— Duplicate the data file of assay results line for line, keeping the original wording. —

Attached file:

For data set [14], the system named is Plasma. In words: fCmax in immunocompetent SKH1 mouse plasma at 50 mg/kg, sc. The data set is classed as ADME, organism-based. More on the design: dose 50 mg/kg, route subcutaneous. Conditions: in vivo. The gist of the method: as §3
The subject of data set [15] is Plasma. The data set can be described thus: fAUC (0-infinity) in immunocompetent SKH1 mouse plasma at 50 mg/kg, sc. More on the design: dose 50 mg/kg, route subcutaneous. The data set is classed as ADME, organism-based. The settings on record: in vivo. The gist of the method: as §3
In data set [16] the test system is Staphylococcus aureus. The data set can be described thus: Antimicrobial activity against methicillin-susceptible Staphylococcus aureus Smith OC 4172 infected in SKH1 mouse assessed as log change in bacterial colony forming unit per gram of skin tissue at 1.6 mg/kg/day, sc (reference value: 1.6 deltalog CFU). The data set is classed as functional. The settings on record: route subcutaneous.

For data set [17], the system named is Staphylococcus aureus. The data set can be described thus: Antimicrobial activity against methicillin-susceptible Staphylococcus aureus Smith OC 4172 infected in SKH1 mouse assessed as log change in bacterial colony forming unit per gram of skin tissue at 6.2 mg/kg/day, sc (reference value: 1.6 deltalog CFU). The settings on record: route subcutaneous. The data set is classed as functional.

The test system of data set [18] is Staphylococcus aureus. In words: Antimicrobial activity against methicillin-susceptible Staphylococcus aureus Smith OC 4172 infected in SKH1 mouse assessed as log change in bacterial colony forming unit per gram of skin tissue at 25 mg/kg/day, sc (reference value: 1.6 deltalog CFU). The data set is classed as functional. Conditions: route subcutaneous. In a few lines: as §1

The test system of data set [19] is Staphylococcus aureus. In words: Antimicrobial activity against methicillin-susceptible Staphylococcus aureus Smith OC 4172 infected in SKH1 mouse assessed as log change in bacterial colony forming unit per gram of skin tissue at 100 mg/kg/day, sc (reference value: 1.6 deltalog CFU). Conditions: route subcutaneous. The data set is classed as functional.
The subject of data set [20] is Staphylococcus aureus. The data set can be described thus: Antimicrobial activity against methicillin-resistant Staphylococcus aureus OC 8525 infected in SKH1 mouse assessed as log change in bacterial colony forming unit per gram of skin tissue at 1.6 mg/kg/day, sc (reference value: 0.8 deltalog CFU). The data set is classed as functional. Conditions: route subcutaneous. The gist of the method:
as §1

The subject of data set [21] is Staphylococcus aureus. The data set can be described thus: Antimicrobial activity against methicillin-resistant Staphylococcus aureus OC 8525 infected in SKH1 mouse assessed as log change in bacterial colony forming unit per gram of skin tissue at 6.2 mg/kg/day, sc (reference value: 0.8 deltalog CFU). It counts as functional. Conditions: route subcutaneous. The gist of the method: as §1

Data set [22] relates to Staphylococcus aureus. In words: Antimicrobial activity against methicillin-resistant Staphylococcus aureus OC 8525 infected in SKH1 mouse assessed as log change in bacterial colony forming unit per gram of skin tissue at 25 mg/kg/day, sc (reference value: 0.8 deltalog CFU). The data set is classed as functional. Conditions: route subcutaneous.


For data set [14], the system named is Plasma. In words: fCmax in immunocompetent SKH1 mouse plasma at 50 mg/kg, sc. The data set is classed as ADME, organism-based. More on the design: dose 50 mg/kg, route subcutaneous. Conditions: in vivo. The gist of the method: as §3
The subject of data set [15] is Plasma. The data set can be described thus: fAUC (0-infinity) in immunocompetent SKH1 mouse plasma at 50 mg/kg, sc. More on the design: dose 50 mg/kg, route subcutaneous. The data set is classed as ADME, organism-based. The settings on record: in vivo. The gist of the method: as §3
In data set [16] the test system is Staphylococcus aureus. The data set can be described thus: Antimicrobial activity against methicillin-susceptible Staphylococcus aureus Smith OC 4172 infected in SKH1 mouse assessed as log change in bacterial colony forming unit per gram of skin tissue at 1.6 mg/kg/day, sc (reference value: 1.6 deltalog CFU). The data set is classed as functional. The settings on record: route subcutaneous.

For data set [17], the system named is Staphylococcus aureus. The data set can be described thus: Antimicrobial activity against methicillin-susceptible Staphylococcus aureus Smith OC 4172 infected in SKH1 mouse assessed as log change in bacterial colony forming unit per gram of skin tissue at 6.2 mg/kg/day, sc (reference value: 1.6 deltalog CFU). The settings on record: route subcutaneous. The data set is classed as functional.

The test system of data set [18] is Staphylococcus aureus. In words: Antimicrobial activity against methicillin-susceptible Staphylococcus aureus Smith OC 4172 infected in SKH1 mouse assessed as log change in bacterial colony forming unit per gram of skin tissue at 25 mg/kg/day, sc (reference value: 1.6 deltalog CFU). The data set is classed as functional. Conditions: route subcutaneous. In a few lines: as §1

The test system of data set [19] is Staphylococcus aureus. In words: Antimicrobial activity against methicillin-susceptible Staphylococcus aureus Smith OC 4172 infected in SKH1 mouse assessed as log change in bacterial colony forming unit per gram of skin tissue at 100 mg/kg/day, sc (reference value: 1.6 deltalog CFU). Conditions: route subcutaneous. The data set is classed as functional.
The subject of data set [20] is Staphylococcus aureus. The data set can be described thus: Antimicrobial activity against methicillin-resistant Staphylococcus aureus OC 8525 infected in SKH1 mouse assessed as log change in bacterial colony forming unit per gram of skin tissue at 1.6 mg/kg/day, sc (reference value: 0.8 deltalog CFU). The data set is classed as functional. Conditions: route subcutaneous. The gist of the method:
as §1

The subject of data set [21] is Staphylococcus aureus. The data set can be described thus: Antimicrobial activity against methicillin-resistant Staphylococcus aureus OC 8525 infected in SKH1 mouse assessed as log change in bacterial colony forming unit per gram of skin tissue at 6.2 mg/kg/day, sc (reference value: 0.8 deltalog CFU). It counts as functional. Conditions: route subcutaneous. The gist of the method: as §1

Data set [22] relates to Staphylococcus aureus. In words: Antimicrobial activity against methicillin-resistant Staphylococcus aureus OC 8525 infected in SKH1 mouse assessed as log change in bacterial colony forming unit per gram of skin tissue at 25 mg/kg/day, sc (reference value: 0.8 deltalog CFU). The data set is classed as functional. Conditions: route subcutaneous.